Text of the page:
With Nancy J. Farrier
I love cats and was delighted when I stumbled across an article about a cat on a naval vessel. I hoped to find more about the early historical aspect of cats on ships, but didn’t find much. Supposedly, the Egyptians are the first seaman to include cats when they sailed. There are several famous cats. I would like to share a few of those stories with you. Some are heartwarming. Some are very sad.
Why cats on ships? Ships are known for having trouble with rats and mice. The rodents destroy food supplies and on earlier vessels they would chew through ropes endangering the crew. Cats, as a natural enemy to the rodent population, were an easy solution. Plus, they provided companionship to the crew during voyages.
|Captain Matthew Flinders|
Art by Toussaint Antoine
One of the earliest cats I read about was called Trim. Trim served under the command of Captain Matthew Flinders, an English navigator and cartographer in the early 1800’s. Trim was the first cat to circumnavigate Australia and the crew loved him almost as much as the captain did. He stayed with the captain his whole life and has been memorialized in literature and statues. One of the statues of Trim sits on a window sill in the State Library of New South Wales in Sidney.
|Mrs. Chippy Memorial|
Photo by Nigel Cross
Mrs. Chippy, a male cat, that sailed on the ship, Endurance with Shackleton, was so named because he followed the ship’s carpenter, McNeish, around like a wife. Mrs. Chippy was known for being an excellent mouser and was loved by the crew. When the Endurance became stuck in the ice, Shackleton realized the only way to save the crew was to go by lifeboat to the nearest land mass. He said the dogs and Mrs. Chippy had to remain behind. The crew was sad, but fed Mrs. Chippy her favorite sardines. Then Shackleton decided the animals were to be shot. McNeish objected, but was overruled, and his wonderful companion was killed. McNeish was the only member of the expedition denied the Polar Medal because of his insubordination. In 2004, a bronze likeness of Mrs. Chippy was commissioned and now rests on McNeish’s grave.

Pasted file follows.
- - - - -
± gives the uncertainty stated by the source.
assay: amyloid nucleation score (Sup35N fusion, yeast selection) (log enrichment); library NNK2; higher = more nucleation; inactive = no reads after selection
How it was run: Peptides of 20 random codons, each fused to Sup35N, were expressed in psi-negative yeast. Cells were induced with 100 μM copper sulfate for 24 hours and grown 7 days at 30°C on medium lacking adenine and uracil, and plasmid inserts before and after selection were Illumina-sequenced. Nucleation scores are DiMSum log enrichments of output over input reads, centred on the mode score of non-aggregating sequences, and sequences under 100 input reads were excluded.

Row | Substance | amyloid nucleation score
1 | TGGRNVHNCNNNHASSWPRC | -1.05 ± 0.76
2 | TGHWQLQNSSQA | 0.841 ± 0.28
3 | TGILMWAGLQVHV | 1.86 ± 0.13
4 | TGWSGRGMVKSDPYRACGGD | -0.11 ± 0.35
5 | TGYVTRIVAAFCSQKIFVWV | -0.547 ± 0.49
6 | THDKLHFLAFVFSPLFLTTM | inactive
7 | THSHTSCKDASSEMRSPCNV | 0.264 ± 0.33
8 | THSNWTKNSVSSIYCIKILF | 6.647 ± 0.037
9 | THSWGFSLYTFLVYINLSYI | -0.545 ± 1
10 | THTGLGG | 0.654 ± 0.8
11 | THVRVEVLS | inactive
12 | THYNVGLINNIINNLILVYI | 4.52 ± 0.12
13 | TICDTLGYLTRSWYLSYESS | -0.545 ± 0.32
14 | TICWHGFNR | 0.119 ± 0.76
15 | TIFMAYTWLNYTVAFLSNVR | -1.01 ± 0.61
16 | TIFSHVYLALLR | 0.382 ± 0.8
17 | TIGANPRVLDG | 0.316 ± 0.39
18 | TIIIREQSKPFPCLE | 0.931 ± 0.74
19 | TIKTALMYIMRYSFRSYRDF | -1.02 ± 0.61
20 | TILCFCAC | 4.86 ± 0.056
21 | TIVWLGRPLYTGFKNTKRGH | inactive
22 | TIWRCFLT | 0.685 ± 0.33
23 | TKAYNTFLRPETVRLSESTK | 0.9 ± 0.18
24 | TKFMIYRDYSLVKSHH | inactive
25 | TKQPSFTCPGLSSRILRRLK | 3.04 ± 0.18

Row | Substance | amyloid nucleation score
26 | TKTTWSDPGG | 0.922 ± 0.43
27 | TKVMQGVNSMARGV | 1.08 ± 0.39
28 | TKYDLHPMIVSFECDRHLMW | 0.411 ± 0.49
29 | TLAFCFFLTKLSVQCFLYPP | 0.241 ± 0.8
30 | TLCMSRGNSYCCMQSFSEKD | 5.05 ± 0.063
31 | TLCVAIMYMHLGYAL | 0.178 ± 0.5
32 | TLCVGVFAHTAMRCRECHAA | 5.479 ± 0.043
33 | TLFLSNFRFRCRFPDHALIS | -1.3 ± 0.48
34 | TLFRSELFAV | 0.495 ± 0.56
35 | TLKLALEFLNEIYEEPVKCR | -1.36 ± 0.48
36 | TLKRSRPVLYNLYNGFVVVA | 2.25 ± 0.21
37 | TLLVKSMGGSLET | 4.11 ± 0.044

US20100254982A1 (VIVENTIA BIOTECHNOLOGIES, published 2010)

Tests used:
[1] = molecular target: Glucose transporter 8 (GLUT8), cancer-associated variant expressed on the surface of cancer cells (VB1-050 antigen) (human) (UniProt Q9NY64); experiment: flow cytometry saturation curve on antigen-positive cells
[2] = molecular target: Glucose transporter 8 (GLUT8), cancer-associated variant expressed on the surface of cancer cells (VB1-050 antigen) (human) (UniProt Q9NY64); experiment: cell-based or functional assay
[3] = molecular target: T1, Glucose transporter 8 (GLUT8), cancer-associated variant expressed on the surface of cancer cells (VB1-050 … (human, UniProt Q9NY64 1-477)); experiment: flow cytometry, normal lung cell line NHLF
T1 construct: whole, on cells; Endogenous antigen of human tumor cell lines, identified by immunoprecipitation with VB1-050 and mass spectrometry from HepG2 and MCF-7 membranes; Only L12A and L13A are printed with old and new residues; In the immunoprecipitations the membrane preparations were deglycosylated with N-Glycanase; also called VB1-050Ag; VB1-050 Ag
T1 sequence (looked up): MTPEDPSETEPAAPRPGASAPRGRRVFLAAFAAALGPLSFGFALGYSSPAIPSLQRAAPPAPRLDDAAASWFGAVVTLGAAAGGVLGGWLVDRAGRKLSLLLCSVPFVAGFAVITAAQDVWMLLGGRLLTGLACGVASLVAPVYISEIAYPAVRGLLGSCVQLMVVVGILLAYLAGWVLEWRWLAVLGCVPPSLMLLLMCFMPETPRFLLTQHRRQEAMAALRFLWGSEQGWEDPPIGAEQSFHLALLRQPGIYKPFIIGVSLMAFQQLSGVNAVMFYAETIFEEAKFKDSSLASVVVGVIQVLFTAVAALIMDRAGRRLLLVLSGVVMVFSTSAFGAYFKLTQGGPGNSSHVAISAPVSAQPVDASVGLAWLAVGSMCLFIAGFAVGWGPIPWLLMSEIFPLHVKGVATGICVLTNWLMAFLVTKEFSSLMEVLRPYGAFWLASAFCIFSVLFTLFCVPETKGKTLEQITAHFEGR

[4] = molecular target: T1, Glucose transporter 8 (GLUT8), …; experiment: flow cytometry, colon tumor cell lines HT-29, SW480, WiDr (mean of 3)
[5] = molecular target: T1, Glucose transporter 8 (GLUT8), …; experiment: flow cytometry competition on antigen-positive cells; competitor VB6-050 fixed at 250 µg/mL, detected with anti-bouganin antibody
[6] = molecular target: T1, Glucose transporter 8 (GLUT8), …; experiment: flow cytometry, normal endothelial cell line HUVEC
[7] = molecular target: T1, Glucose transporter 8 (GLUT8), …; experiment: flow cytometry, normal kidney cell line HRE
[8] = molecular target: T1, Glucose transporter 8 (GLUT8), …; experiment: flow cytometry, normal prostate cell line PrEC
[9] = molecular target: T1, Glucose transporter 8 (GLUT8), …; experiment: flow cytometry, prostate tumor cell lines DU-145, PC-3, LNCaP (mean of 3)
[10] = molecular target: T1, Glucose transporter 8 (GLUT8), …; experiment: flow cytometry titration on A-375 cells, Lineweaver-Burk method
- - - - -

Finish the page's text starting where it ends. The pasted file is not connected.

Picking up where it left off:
|Tiddle by Bell Rope|
Photo by Parnall
Tiddles was actually born aboard ship instead of being brought on board. Tiddles was known for having traveled over 30,000 miles during his time of service. He loved sitting on the aft capstan and playing with the bell rope.
Convoy served aboard the HMS Hermione and was listed
|Convoy by Beadell|
|Blackie and Winston Churchill|
Photo by Capt. Horton
Blackie, a crew member aboard the HMS Prince of Wales, became famous during WWII. The HMS Prince of Wales carried Prime Minister Churchhill to his meeting with President Franklin D. Roosevelt in Newfoundland in 1941. This was a secret meeting, however as Churchhill was leaving the ship, he bent down to pet Blackie who came to bid him farewell. Someone took a photograph that became a popular picture in the news. Blackie later survived the sinking of the HMS Prince of Wales, and was taken to Singapore. When Singapore was evacuated, Blackie could not be found. Maybe he snuck aboard another ship to go back to sea. His fate was never determined.